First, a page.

Scientists' understanding of how cancers develop is being rewritten by a new discovery in cell biology. The mechanisms that control cells dying may be the most crucial aspect of regulating the body, not simply unavoidable waste as had been thought.
The conventional view has been that a tumour grows because cells start proliferating out of control. But scientists have now discovered that the cells in tumours probably grow at the same rate as ordinary tissue. It is the messages that tell them to die that are not getting through.
The findings open up new avenues in the search for drugs to combat cancer, as scientists hunt for a new set of genes that control cell death, rather than studying cell production and proliferation.
Gerard Evan of Imperial Cancer Research Fund, who spoke at the "Genetics of Death" conference held by the Genetical Society in Glasgow last week, said that all cells die unless they receive constant signals that tell them to stay alive. "It's totally counterintuitive," he said. "But cells in your body are cheap, so the body bins them if they have anything wrong with them. Cancer can only arise if something suppresses cell death. It's not just about them proliferating uncontrollably - it's about them surviving uncontrollably. It means that there's a whole repertoire of mutations out there about which we know very little and which are the keys to cancer."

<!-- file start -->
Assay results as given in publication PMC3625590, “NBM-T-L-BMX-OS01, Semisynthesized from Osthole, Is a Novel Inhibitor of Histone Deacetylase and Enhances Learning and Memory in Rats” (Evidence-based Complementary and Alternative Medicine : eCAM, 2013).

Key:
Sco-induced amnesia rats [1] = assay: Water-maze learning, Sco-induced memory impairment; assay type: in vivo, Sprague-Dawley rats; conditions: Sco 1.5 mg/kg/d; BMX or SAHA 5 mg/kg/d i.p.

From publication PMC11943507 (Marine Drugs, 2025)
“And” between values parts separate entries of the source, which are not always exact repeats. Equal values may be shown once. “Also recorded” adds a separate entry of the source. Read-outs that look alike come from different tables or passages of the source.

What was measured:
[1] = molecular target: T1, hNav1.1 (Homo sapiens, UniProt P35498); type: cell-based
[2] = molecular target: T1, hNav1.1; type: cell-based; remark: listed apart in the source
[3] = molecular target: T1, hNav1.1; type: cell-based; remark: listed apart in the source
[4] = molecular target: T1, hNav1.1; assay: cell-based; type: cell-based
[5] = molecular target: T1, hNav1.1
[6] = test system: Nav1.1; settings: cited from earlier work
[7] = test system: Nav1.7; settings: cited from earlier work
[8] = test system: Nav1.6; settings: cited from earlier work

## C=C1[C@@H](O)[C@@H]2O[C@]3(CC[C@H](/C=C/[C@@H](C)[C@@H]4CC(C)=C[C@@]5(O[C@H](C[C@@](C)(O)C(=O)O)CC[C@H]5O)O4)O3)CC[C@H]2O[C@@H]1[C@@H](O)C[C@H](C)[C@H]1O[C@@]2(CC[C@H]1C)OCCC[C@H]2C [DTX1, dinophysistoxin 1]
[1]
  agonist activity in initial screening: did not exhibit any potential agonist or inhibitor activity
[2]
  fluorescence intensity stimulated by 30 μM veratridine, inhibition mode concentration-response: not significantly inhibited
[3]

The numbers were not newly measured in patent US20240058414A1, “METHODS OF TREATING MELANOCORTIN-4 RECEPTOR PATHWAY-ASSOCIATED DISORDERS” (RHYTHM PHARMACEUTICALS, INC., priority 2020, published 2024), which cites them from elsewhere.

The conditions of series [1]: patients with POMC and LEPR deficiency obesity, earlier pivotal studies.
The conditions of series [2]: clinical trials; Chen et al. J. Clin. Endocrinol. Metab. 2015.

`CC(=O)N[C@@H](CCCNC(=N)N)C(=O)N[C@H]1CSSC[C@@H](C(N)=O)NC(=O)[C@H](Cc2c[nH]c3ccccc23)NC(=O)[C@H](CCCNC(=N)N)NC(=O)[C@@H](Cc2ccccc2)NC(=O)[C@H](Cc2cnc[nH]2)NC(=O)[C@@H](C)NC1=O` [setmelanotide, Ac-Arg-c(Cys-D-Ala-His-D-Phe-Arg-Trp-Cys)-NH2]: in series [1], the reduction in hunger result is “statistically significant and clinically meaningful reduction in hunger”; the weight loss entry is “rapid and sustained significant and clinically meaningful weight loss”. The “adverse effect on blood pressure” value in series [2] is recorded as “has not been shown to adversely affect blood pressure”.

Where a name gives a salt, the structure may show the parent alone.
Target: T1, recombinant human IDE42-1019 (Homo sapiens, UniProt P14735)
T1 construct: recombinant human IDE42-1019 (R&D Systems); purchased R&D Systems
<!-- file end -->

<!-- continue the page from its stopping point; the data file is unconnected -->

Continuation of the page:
Now scientists are hunting for the "engine of cell destruction", he said. A set of novel enzymes, proteolytic enzymes, has just been discovered by Junying Yuan of Boston University. They cause the cell to self-destruct. The enzymes have not been discovered before because scientists were not looking for them.